Herbaceous border at Chelsea Flower Show
Angela Slater
Daughter of a farmer and market gardener so have always had a connection with the outdoors, whether it was keeping animals or producing fruit, vegetables and cut flowers. Along with my work at Hayes Garden World I also have a smallholding, mainly breeding rare breed pigs. I gained an HND and BSc in Conservation and Environmental Land Management, as a result I am an ardent environmentalist and have a keen interest in environmentally friendly gardening. In my time at Hayes I worked for several years in the Outdoor Plant and Houseplant areas

How to look after herbaceous perennials in summer

Keep your borders looking spectacular

A border overflowing with glorious blooms in summer is the epitome of the English country garden. Although not easy to achieve, when it is at its peak there is nothing to compare. These borders are the pride of many a stately home and if planned well can provide colour and interest from spring well into autumn. Plants in an herbaceous border can vary from the tough winter hardy perennials to the tender tropicals which have to be over-wintered in a frost-free greenhouse.

Herbaceous perennials, which are usually what makes up the bulk of a mixed border, are cut down to the ground every winter or early spring. These plants live for many years and can be easily split and propagated to fill any gaps or swap with other gardeners for different species. If you choose varieties which suit your garden conditions, they can be low maintenance and relied upon to put on a good show.

Digitalis Dalmation Peach
Digitalis Dalmation Peach

If you prepare well in late spring it cuts down on the work in summer, leaving you with more time to sit back and enjoy your garden. In spring make sure that all the dead leaves are removed, old stems cut back, soil fed, watered, weeded and then mulched and tall plants supported. If you haven’t staked the tall plants it can be done in summer; the easiest method when the plants have grown is by inserting canes all around the clump then winding string around the canes. 

Herbaceous border Levens Hall
Herbaceous borders at Levens Hall, Cumbria
  • Cutting some perennials back around the time of Chelsea Flower Show, third week of May, can give you stockier plants and a later show of flowers. It is carried out on tall leggy perennials which haven’t flowered by this time. Just cut them back to almost ground level.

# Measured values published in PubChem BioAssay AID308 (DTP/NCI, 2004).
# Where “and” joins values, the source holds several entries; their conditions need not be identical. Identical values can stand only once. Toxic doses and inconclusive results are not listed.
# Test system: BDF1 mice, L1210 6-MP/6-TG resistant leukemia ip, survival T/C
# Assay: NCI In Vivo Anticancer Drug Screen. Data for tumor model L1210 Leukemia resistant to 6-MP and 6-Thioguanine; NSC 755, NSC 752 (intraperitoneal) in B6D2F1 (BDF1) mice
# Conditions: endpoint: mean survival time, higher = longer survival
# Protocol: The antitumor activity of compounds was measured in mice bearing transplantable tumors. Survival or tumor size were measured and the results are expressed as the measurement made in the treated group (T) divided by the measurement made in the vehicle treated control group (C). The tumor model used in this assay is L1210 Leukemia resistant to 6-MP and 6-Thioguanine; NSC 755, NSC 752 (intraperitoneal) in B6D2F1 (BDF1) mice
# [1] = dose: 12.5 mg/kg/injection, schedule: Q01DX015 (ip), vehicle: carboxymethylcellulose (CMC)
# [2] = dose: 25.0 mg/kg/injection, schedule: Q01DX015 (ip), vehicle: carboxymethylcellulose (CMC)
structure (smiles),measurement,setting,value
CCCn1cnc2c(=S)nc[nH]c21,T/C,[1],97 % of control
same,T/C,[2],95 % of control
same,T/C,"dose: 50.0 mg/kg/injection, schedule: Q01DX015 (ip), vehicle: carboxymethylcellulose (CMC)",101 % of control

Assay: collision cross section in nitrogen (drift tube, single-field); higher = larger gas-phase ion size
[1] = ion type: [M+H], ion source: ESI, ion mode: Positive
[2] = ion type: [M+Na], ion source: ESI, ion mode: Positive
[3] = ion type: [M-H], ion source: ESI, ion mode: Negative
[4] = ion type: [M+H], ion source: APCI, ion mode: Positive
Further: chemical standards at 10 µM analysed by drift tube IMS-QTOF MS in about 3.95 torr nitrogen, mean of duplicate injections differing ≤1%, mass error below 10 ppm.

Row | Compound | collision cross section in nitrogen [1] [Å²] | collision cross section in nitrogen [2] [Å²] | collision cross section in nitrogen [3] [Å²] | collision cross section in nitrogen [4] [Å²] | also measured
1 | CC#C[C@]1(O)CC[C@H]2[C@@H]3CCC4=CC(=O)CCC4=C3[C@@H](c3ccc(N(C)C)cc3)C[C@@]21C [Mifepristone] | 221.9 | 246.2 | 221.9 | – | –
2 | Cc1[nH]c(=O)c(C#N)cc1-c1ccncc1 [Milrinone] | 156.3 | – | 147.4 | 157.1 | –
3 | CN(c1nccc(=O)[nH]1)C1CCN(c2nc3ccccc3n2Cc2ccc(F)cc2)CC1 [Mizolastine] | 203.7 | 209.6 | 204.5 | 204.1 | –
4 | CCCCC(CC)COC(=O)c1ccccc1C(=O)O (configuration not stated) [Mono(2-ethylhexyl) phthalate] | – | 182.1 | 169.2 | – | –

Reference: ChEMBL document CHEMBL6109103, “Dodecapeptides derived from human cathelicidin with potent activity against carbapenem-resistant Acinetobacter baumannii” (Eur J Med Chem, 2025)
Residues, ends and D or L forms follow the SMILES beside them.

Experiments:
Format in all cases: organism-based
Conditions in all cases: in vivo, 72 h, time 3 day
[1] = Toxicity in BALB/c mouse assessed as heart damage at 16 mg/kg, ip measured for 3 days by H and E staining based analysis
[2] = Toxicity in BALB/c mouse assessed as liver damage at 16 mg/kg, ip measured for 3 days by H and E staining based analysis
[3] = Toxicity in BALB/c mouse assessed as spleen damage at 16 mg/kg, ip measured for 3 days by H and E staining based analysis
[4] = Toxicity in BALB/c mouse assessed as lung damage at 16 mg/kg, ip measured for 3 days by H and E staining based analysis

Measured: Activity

• Mulch if you didn’t do it in spring; it can still be done if you have large patches of bare ground. Just weed, feed, water then mulch. (Click here to read how to mulch in spring.)
  • If your perennials have flowered by early to mid-summer cut them back and they will give you another flush of flowers in late summer and early autumn.
Lupins West Country
Lupin West Country hybrids
  • If you have planted new plants in spring make sure they are kept well-watered throughout the season. Once they have become established, they should have put roots down to where there is some moisture.
  • If you have a light sandy soil you may have to water in dry spells. Established plants on heavier clay and humus-rich moisture-retentive soils should be able to survive without watering.
  • If you haven’t mulched you will have to keep weeding all summer. The best time is to just hoe the weeds after a dry spell. If the weeds have got out of hand pick them up and add to the compost heap. If done regularly and weeds are just small, they can be left on the surface of the soil where the sun will dry them out. Once you have a packed border there will be less weeds as they will be deprived of light and unable to germinate.
  • Keep dead-heading to ensure your plants carry on flowering. Some plants, such as bearded iris will only produce one flush of flowers.
  • Finally, the insects and fungal infections become rampant in summer, especially if you have a packed border and the weather is wet and warm. The easiest way to deal with insect infestations is to feed the birds and provide food plants for hoverflies. Both of these will also hoover up the insects as well as the food you provide.
  • If you have plants which are prone to mildew you can spray before the fungus takes hold. If you leave it too late then you can only either live with it or cut it all out if it is particularly bad.
  • If you have hedgehogs in the garden they will deal with the slugs and snails, if not you will have to pick them off or deter them in some way as a nice lush herbaceous border is the slug equivalent of a 5* Michelin restaurant.